Many years ago, Robert Fisher and William Ury coined the acronym ‘BATNA’ meaning “Best Alternative To A Negotiated Agreement.” It represents the available alternatives when a party is unable to negotiate an agreement. In the context of litigation, it often means going to trial.

Based on a study just published by Vanderbilt University Law School entitled “Blinking On the Bench: How Judges Decide Cases” by Chris Guthrie, Vanderbilt Law School, Jeffrey Rachlinski, Cornell Law School and Andrew J. Wistrich, U.S. District Court, Central District of California, going to trial may be a party’s Worst Alternative To A Negotiated Agreement or WATNA. The reason is that it seems (based on this research) that “. . . judges are predominately intuitive decision makers, and intuitive judgments are often flawed.” (Id. at 105). That is, judges often use their intuition to decide matters, and often times, that intuition is wrong.

In their introduction, the authors explain there are two tried and true methods of judging. The first, known as “formalist,” requires judges to “. . .apply the governing law to the facts of a case in a logical, mechanical and deliberative way.” (Id. at 102). The second approach, known as “legal realism”, allows judges to “follow an intuitive process to reach conclusions which they only later rationalize with deliberate reasoning. For the realist, the judge “decides by feeling, not by judgment; by “hunching” and not by ratiocination” and later uses deliberative faculties “not only to justify that intuition to himself but make it pass muster.” ” (Id.)

To conduct their research, the authors asked 295 Florida state court circuit judges five questions of which three were the Cognitive Reflection Test. That test asks in full:

1. A bat and a ball cost $1.10 in total. The bat costs $1.00 more than the ball. How much does the ball cost?


2. If it takes 5 machines 5 minutes to make 5 widgets, how long would it take 100 machines to make 100 widgets?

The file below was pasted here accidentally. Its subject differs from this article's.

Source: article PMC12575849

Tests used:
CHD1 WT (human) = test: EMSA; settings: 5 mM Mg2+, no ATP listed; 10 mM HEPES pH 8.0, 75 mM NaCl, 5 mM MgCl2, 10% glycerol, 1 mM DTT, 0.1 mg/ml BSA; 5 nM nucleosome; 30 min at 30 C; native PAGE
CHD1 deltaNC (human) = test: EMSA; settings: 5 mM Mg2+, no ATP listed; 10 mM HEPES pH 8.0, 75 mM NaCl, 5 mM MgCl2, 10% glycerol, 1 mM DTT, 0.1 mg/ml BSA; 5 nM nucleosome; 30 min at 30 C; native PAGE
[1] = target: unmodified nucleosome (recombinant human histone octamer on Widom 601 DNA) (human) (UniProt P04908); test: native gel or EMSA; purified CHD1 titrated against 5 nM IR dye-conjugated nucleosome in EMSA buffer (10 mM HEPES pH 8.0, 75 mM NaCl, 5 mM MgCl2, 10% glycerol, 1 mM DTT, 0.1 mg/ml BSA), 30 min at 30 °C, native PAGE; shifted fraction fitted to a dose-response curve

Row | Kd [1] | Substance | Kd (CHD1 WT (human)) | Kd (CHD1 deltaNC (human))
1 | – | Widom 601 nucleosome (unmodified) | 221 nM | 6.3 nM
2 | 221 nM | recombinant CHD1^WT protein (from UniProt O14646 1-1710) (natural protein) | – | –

3. In a lake, there is a patch of lily pads. Every day, the patch doubles in size. If it takes 48 days for the patch to cover the entire lake, how long would it take for the patch to cover half of the lake?


For the answers, see p. 110-111 of the study.

The results of the study reveal that “judges rely largely on intuition but sometimes override that intuition with deductive reasoning.” (Id. at 112). Further, judges tend to be influenced by the initial numeric estimates made to them. An example is the amount that a judge awards in damages after learning what had been the initial demand by plaintiff. (Id. at 119-123).

The study also found that judges often use “hindsight bias” or tend “to overestimate the predictability of past events.” “The bias arises from an intuitive sense that the outcome that actually happened must have been inevitable.” (Id. at 123). For example, learning the outcome of an event will influence a judge in her later assessment of a case. Thus, if a judge learns what happens to a case on appeal, she will tend to conclude that the result was inevitable.

In sum, the study concludes that judges rely heavily on intuition when making decisions on the bench and allow distractions to influence their decisions:

“When awarding damages, assessing liability based on statistical evidence, and predicting outcomes on appeal, judges seem inclined to make intuitive judgments. They are also vulnerable to such distractions as absurd settlement demands, unrelated numeric caps and vivid fact patterns.” (Id. at 127).

So. . . in your next mediation, you may want to pause and consider whether the settlement offer or demand being proposed is better or worse than a trial judge deciding the matter based on intuition (that may be faulty) and/or distractions that may or may not be relevant to your case.

. . . Just something to think about.


Do you like what you read?

If you would like to receive this blog automatically by e mail each week, please click on one of the following plugins/services:

and for the URL, type in my blog post address: and then type in your e mail address and click "submit".

Copyright 2021 Phyllis G. Pollack and, 2021. Unauthorized use and/or duplication of this material without express and written permission from this site’s author and/or owner is strictly prohibited. Excerpts and links may be used, provided that full and clear credit is given to Phyllis G. Pollack and with appropriate and specific direction to the original content.